Archives for posts with tag: language

My Dad had several memorable phrases that you hardly ever hear these days, and even back then they would probably be viewed as fairly antiquated.

One of his favourites was to tell me I was ‘hoist by your own petard’. I never really knew what it meant, except that I was kind of the victim of my own devious plan.

Apparently, according to the good folks at wikipedia, the actual phrase is ‘hoist with his own petard’, from Bill Shakespeare’s Hamlet. It means to be blown up by your own bomb, petard being the bomb part. It has, or had, come to be used proverbially, when something to you try to do to bite someone ends up biting you back.

Fantastic! It came to me the other day, though I can’t remember how my brain accessed it. I do need to start getting it into everyday conversation, if at all possible.

I was reading an article the other day which suggested that native English speakers need to learn how speak English with non-native English speakers.

It seems pretty obvious to this writer that we need to adapt the way we speak – to some degree – to every single person we speak to, even if they’re also native English speakers. That’s what communication is all about; adapting our vocabulary, phrasing and colloquialisms to the person and situation at hand. This is what all communicators do naturally, talking more slowly to non-native speakers, avoiding idiom, softening accents, and so on.

Those that don’t do this are small-minded, either because they don’t understand the basics of communication or they don;t care to make life easier for the person they’re in dialogue with.

Non-native English speakers may find written English easier to understand, because it’s more formal, they can take their time with it and revisit the sentence if they want, or look a word up for a translation. Spoke English offers none of these luxuries, unless you help out. Written and spoken English are also two different, and diverging, languages, each subject to different forces like speed of change and formalising regulations.

So, speaking with or writing for  non-native English speakers is like speaking with or writing for any speaker. It;s basic sales and marketing. You adapt your content to your audience.

Here are two words that tend to be confused – not the words themselves, of course, I’m sure they know what they mean and how to spell themselves – in certain circumstances.

Take the old-fashioned compliments slip, used to add one’s good wishes or hello to an item sent to someone. And we know someone is being complimentary about us when they say nice things. All good so far.

Then there’s complement and complementary. I first came across the word complement in a Latin lesson where it was used to describe, for example, the word ‘good’ in a sentence like ‘the boy is good,’ where the adjective carried the same case as the noun, as though the phrase was actually ‘the good boy.’ With me so far?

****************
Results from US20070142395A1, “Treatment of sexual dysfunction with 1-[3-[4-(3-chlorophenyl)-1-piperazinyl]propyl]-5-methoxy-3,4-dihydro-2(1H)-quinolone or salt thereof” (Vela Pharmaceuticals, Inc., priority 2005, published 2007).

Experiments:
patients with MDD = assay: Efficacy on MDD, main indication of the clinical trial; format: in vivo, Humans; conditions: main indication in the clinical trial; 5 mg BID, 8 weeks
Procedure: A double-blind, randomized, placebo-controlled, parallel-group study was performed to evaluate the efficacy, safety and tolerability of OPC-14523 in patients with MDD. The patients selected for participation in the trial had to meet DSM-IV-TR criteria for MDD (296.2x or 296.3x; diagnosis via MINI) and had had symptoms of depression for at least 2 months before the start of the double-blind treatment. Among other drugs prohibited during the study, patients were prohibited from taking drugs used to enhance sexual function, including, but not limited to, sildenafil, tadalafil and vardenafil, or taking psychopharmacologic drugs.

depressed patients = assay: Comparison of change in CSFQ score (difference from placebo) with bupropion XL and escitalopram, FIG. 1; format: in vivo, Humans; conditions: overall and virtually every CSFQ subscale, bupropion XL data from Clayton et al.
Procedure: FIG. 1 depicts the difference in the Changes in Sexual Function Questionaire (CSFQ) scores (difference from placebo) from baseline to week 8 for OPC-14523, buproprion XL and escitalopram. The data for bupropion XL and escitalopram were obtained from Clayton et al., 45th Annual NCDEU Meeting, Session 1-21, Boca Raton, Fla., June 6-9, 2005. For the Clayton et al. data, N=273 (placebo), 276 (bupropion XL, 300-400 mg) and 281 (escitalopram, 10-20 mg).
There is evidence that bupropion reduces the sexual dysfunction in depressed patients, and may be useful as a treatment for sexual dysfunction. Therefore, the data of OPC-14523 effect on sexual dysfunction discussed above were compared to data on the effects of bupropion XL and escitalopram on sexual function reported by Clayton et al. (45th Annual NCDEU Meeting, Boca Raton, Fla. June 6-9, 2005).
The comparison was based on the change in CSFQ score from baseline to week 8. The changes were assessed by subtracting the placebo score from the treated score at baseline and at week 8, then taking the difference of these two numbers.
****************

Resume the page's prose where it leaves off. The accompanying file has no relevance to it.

The confusion arises when you consider the word complementary/complimentary. The former completes or supports something, the latter says something nice.

So imagine my consternation when I was invited to a complimentary webinar the other day. I was about to scoff in contempt, thinking, ‘I doubt this is a webinar where they’re going to say nice things about me.’ Surely they’re offering a complementary webinar, where the webinar supports the product I’ve just bought?

But then, I thought, maybe they did mean complimentary, in a sense that the webinar was free, gratis, for nothing. I had to grudgingly give them the benefit of the doubt. Coulda gone either way.

I know, I should get out more, it’s true…

I have a friend – it’s true I tell you – who’s from Germany. His German is flawless, as you might expect, and his English is better than fluent. The one area he struggles with is This and That.

Note that I’m not talking about my favourite shop of the year in 2013, which luxuriates in the same name.

You see, there’s one German word – dieser/diese/dieses depending on the gender of the noun – to signify this and that, so they’ve never had to make the distinction, which is a problem where they communicate in those languages that do make the distinction.

The way I explain it is that it’s a question of distance, geographically and temporally. We use ‘this’ if it’s near to us, we use ‘that’ when it’s far, relatively speaking.

A couple of examples will suffice:

Customer: I want that apple please [pointing], the one there.

Grocer: What, this one here [picking it up]?

Customer: Yes please.


That was good [past tense, further away], but this is better [present tense, near].

Germans have no issue with here and there, because they have different words, hier and da. Drawing a parallel between how they should use this and that, with how they already use here and there, helps them out considerably. Next time you hear a German making this mistake, it could be your good deed for the day to put them right :-).